Bureau of Economic Geology

Nanofluidics, Phenomenological Models, and Implications for Tight Rocks

October 23, 2015 8:55 AM

Shaina Kelly
PhD Candidate, Department of Petroleum and Geosystems Engineering, UT Austin

Shales are complex geologic media primarily composed of nanopores. Once considered virtually impermeable, these media have received attention in recent years due to their great energy and sequestration potential. Actuating and predicting fluid flow through shale matrix remains a formidable challenge. Micro- and nanofluidics (lab-on-a-chip devices) are a promising approach to studying transport anomalies in porous media, including shale, because they allow control and visualization of fluid phenomena and synthetic nanoconfinement geometry. Readily fabricated “reservoir-on-a-chip” devices enable testing of geometry- and nanoconfinement-related hypotheses alongside core data. This talk discusses the results of nanofluidic studies in different-sized nanochannels and first of their kind nano-network configurations (“shale-on-a-chip” devices); anomalous transport trends are revealed through imbibition. Phenomenological models are presented to match the nanofluidics data and include descriptions of effective diameter, effective capillary pressure, and effective liquid viscosity. The scalable implications of these findings and models for tight rocks and materials are discussed.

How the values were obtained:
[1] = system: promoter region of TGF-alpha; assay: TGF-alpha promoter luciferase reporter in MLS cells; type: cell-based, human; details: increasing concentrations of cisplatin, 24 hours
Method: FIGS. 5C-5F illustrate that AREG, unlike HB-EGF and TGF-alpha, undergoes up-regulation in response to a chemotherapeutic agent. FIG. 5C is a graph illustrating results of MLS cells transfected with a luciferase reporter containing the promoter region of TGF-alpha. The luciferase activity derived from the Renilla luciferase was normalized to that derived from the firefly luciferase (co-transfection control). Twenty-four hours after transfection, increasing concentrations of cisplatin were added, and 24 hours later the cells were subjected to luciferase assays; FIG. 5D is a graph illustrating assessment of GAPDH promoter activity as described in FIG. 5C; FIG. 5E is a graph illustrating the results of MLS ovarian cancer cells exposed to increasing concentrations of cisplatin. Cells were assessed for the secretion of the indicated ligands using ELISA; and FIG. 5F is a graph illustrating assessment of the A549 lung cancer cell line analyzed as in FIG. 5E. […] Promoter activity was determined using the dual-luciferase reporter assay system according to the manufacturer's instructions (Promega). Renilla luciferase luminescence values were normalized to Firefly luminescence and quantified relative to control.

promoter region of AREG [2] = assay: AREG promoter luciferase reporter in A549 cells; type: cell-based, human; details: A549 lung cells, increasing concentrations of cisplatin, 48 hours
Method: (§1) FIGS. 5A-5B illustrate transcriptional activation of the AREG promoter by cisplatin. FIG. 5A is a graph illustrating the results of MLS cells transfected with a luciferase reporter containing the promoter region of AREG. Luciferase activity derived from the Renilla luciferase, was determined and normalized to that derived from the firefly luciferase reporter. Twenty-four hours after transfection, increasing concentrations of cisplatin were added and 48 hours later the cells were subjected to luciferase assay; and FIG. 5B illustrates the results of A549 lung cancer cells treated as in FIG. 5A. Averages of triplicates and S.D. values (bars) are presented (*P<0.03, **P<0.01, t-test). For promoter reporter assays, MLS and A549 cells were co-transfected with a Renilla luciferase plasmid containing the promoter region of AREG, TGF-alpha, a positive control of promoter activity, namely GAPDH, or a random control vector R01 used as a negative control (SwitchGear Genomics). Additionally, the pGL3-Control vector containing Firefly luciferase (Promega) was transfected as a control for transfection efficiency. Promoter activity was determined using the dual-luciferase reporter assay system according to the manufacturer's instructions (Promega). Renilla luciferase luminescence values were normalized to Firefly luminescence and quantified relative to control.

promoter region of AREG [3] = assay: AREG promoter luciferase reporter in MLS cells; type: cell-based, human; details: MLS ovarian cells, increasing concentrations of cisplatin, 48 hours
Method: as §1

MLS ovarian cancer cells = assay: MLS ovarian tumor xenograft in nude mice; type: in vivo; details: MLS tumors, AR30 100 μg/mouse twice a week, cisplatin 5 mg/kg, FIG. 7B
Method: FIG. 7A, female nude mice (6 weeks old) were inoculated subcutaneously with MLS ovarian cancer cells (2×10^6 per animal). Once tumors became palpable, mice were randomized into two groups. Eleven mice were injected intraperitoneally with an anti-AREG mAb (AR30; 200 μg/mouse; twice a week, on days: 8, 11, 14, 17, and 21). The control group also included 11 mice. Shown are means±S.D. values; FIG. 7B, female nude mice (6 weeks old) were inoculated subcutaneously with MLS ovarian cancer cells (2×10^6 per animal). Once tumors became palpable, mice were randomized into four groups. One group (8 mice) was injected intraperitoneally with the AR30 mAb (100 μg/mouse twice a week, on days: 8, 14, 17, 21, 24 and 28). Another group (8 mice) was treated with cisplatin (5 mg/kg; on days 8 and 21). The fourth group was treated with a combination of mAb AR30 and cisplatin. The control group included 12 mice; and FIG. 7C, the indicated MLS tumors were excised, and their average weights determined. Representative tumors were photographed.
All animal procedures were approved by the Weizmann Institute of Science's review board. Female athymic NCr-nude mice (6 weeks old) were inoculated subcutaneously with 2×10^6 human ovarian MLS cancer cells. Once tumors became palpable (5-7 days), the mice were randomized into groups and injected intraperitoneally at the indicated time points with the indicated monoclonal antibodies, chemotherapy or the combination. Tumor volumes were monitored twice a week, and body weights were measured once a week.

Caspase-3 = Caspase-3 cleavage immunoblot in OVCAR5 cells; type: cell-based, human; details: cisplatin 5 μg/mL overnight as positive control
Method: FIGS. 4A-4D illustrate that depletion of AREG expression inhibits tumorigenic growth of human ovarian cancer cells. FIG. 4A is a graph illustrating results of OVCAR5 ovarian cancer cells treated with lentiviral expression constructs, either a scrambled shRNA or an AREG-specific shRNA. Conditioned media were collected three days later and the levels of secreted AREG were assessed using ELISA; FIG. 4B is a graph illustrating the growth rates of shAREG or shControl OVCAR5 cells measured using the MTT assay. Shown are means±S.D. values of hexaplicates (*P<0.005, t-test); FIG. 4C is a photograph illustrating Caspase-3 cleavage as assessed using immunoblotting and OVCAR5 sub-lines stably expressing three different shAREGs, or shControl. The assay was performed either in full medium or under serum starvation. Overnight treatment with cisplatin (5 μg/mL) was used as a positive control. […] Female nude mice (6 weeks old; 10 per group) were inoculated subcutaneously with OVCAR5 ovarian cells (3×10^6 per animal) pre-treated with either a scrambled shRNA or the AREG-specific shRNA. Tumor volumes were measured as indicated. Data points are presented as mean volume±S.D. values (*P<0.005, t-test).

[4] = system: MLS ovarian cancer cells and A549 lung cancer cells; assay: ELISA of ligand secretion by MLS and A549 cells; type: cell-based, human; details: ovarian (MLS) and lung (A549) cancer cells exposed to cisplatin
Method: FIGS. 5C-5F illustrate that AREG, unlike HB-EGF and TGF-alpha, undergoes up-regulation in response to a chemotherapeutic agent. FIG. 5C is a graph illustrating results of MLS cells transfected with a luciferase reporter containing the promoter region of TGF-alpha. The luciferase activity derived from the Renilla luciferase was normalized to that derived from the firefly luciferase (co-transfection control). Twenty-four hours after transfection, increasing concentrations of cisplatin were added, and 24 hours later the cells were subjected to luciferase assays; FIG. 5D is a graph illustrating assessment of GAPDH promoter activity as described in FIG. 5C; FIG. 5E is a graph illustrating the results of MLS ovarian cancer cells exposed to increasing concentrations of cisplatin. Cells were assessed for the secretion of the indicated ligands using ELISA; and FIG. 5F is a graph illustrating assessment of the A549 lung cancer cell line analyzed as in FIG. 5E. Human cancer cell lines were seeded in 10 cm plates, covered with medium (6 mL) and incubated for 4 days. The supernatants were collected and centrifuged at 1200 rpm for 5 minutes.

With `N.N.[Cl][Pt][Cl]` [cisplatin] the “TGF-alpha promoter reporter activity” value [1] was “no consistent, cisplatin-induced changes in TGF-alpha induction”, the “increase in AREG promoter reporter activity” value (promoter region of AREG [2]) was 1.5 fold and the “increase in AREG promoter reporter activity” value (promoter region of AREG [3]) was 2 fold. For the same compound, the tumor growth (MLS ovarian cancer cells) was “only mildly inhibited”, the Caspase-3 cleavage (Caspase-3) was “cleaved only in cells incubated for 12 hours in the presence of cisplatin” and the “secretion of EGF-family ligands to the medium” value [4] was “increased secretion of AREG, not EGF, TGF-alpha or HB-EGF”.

About Shaina Kelly
Shaina Kelly is a PhD Candidate in the Department of Petroleum and Geosystems Engineering at The University of Texas at Austin. She will be doing her dissertation defense later this fall. Shaina hold a B.S. degree in Environmental Engineering from the University of Florida and a M.S.E degree in Petroleum and Geosystems Engineering, also from UT Austin. Shaina is co-advised by Dr. Carlos Torres-Verdin and Dr. Matthew Balhoff and her research interests pertain to using nanofluidics and microscopy to study unconventional pore-scale transport phenomena. Nanofluidics is a developing field in porous media studies that may be can be used to better understand single and two-phase shale matrix flow, a topic of interest to the Advanced Energy Consortium.


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